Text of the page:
Was Windows popular?

Paul Robert Lloyd writes: “As more services require a Facebook account to use them, I wonder if it’s set to become the next Microsoft Windows; a popular piece of software that becomes the only choice available.”

I first read this as “an unpopular piece of software that becomes the only choice available.”

Plenty of people grumble about Facebook. Windows doesn’t seem to have inspired many people to delight when its manufacturer became the biggest company in the world, as Microsoft did in 1998. To me, it feels as if both are unpopular in an emotive sense, despite their ubiquity—though I feel more confident saying that about Windows than Facebook.

But my perspective is probably horribly slanted. Was Windows popular, in its heyday of the late 90s? Popular, that is, in the sense of being widely loved rather than just widely used?

Perhaps it was. I was in the privileged position at the time of being able to look on Windows from a height as a user of Unix workstations and tedious geek blah, so I would never have appreciated its value as a straightforward way of running a personal computer.

Perhaps there were millions of people given liberation and joy by the friendliness and flexibility of Windows, and by its universal availability as a result of its straightforward, resource-friendly design.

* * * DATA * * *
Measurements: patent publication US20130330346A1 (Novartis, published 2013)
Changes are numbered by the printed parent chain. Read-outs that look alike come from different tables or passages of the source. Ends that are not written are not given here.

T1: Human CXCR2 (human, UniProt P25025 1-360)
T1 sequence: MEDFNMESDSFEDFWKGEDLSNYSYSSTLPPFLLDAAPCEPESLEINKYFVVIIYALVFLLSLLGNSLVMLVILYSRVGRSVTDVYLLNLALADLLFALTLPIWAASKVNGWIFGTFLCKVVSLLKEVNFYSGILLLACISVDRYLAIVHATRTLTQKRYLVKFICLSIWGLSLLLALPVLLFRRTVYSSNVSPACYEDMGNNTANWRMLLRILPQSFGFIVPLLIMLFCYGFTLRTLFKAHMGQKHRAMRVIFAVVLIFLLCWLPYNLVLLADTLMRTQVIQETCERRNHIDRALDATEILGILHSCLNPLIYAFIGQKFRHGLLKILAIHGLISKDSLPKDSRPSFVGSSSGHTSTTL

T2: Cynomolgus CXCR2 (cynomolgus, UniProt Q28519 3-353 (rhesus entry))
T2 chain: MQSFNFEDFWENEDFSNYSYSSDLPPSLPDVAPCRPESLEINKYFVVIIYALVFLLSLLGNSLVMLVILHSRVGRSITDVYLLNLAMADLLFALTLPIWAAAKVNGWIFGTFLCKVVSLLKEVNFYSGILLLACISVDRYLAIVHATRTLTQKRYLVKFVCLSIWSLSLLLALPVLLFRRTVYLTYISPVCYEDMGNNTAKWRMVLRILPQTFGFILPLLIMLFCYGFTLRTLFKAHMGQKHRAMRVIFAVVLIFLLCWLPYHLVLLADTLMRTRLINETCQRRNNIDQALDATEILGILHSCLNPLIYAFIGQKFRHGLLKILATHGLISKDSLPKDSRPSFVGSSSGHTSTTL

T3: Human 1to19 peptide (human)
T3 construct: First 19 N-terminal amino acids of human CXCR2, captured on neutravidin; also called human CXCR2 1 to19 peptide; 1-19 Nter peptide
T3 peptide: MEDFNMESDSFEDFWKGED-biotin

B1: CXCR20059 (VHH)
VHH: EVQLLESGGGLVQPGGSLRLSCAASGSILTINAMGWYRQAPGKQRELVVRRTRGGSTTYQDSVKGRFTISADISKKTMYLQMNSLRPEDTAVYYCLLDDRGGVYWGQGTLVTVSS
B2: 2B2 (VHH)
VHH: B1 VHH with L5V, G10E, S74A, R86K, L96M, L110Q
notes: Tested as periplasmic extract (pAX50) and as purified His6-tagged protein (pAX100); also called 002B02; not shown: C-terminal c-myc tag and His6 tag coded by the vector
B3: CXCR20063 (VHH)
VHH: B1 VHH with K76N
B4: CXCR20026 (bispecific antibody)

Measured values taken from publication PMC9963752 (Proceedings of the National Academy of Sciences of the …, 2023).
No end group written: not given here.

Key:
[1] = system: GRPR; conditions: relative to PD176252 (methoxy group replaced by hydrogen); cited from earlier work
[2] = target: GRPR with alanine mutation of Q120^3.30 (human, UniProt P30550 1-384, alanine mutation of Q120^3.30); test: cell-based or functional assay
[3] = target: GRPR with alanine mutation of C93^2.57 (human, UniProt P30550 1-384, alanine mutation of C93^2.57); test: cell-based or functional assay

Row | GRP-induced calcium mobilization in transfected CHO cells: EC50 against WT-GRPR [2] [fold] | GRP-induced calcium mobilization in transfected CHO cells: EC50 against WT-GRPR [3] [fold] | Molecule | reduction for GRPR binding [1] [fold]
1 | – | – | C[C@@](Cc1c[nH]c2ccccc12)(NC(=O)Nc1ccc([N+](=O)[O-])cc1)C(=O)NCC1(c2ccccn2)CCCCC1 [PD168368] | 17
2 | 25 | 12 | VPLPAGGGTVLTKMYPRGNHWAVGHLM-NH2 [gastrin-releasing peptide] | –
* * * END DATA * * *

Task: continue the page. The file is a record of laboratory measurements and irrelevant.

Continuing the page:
Were there?


2 thoughts on “Was Windows popular?

  1. Hi Chris. ‘Popular’ was possibly a poor choice of words. To clarify, I meant this in terms of the generous marketshare it enjoyed. How it managed to achieve this when (anecdotally) many found it difficult or annoying to use is another question! Thanks for posting the follow-up.

    • Paul — thanks for the comment. I realised (on second glance) that you had just meant that these things were simply widely-used. I was just interested in interrogating my initial response.

      We’d instinctively say that Windows was generally considered annoying and unsatisfying; I’d just wondered how far that was really historically accurate. It did after all make a lot of new things possible to a lot of people.

      For example it’s long been received wisdom that OS/2 was better than Windows but was squashed by underhand market methods. But my first PC came with OS/2 Warp (I was fairly late to the PC) and, as I remember it, Windows 95 was quite a lot more useful in practice even if I never much enjoyed it.

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